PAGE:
Locals turn out for Jackson video auditions | TahoeDailyTribune.com
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Locals turn out for Jackson video auditions

TAHOE VISTA – Shooting for a Michael Jackson video began Wednesday at the top of the Cable Car at Squaw Valley USA with an estimated 300 residents working as extras.

The song has not been released, but the video is titled “Hands Across America.” The video will be shot at Squaw Valley, Sacramento and at various locations in the Bay area, according to Nancy Hayes of Nancy Hayes Casting, the agency hired to cast the video.

“It’s a bunch of people holding hands and singing a new song,” Hayes said.



Open auditions were held Sept. 28 and Sept. 29 at the Tahoe City Inn. Jeff Yurfest, 24, one of the many who auditioned, said the casting crew had him and a friend hold hands and sing a few bars of “We Are the World” in front of a camera. Yurfest could not restrain his enthusiasm about the possibility of being in a Michael Jackson video.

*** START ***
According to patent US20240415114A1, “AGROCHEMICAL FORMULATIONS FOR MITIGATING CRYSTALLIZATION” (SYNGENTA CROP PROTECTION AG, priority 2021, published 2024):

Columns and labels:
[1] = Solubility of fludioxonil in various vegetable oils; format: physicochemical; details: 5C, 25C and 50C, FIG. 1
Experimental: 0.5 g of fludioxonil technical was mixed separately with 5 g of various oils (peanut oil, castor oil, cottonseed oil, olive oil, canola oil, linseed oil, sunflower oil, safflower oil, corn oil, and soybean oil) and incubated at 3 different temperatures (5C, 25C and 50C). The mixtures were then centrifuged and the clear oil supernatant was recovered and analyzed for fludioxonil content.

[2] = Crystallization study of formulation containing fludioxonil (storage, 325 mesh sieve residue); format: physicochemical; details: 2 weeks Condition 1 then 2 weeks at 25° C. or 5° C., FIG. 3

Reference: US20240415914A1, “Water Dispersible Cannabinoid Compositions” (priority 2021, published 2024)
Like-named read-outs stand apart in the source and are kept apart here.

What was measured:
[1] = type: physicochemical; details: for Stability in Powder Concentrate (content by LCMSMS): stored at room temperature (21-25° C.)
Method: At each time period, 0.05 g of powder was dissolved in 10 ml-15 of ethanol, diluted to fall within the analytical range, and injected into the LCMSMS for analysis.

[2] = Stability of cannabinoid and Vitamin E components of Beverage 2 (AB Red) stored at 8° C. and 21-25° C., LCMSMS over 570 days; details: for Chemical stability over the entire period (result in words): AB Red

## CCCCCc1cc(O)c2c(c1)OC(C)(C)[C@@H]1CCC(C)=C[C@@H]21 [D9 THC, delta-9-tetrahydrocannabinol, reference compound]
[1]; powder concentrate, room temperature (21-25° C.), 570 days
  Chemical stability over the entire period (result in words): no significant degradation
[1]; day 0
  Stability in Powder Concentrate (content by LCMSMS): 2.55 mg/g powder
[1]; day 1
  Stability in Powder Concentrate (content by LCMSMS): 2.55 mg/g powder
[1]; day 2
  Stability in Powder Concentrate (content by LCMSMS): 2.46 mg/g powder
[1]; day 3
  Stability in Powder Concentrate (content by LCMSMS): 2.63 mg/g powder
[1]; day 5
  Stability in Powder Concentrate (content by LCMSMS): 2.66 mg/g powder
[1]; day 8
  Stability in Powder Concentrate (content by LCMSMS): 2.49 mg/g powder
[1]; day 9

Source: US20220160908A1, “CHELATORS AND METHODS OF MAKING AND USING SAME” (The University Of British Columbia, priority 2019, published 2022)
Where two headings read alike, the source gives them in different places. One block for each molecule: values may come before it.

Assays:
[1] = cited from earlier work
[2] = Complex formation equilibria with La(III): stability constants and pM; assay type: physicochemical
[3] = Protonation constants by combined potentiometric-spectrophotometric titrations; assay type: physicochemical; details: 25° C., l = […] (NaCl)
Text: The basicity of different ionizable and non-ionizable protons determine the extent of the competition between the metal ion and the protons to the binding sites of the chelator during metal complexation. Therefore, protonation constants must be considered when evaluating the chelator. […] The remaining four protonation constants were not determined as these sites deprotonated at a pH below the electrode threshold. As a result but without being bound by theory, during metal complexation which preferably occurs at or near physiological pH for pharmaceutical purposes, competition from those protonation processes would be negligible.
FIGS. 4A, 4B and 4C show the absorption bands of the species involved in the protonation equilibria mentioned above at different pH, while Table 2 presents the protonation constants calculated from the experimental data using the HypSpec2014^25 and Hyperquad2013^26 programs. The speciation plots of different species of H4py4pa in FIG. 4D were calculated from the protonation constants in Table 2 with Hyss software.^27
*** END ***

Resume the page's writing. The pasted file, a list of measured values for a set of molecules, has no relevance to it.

“I have two older sisters, so Michael Jackson was a big deal in my family,” Yurfest said. “We went as a family to see Michael Jackson in concert for the ‘Bad’ tour.”




Unfortunately, Yurfest did not make the cut. The reason: they needed more singers. Of the 300 extras involved, they need 50 singers, according to Hayes.

Los Angeles-based Palomar Pictures is producing the video. The company was tight lipped when it came to answering questions about Jackson’s video.

“I don’t think we want anyone knowing about this,” a spokeswoman said, “because it’s Michael Jackson and that’s just the way it is.”

No one had told Palomar about the yellow fliers circulated across North Tahoe by the casting company announcing auditions for the video.

“Want to be in Michael Jackson video?” read the flier in bold type across the top of the page.

Squaw Valley ran its Funitel and Emigrant chair lift to accommodate cast and crew. The Cable Car remained open to the public although access to the shoot was limited. Press was not allowed.

“That’s Hollywood for you,” said Squaw Valley spokeswoman Katja Dahl. “They’re paying us a lot of money to use the mountain and the facilities and they don’t want anyone up there.”


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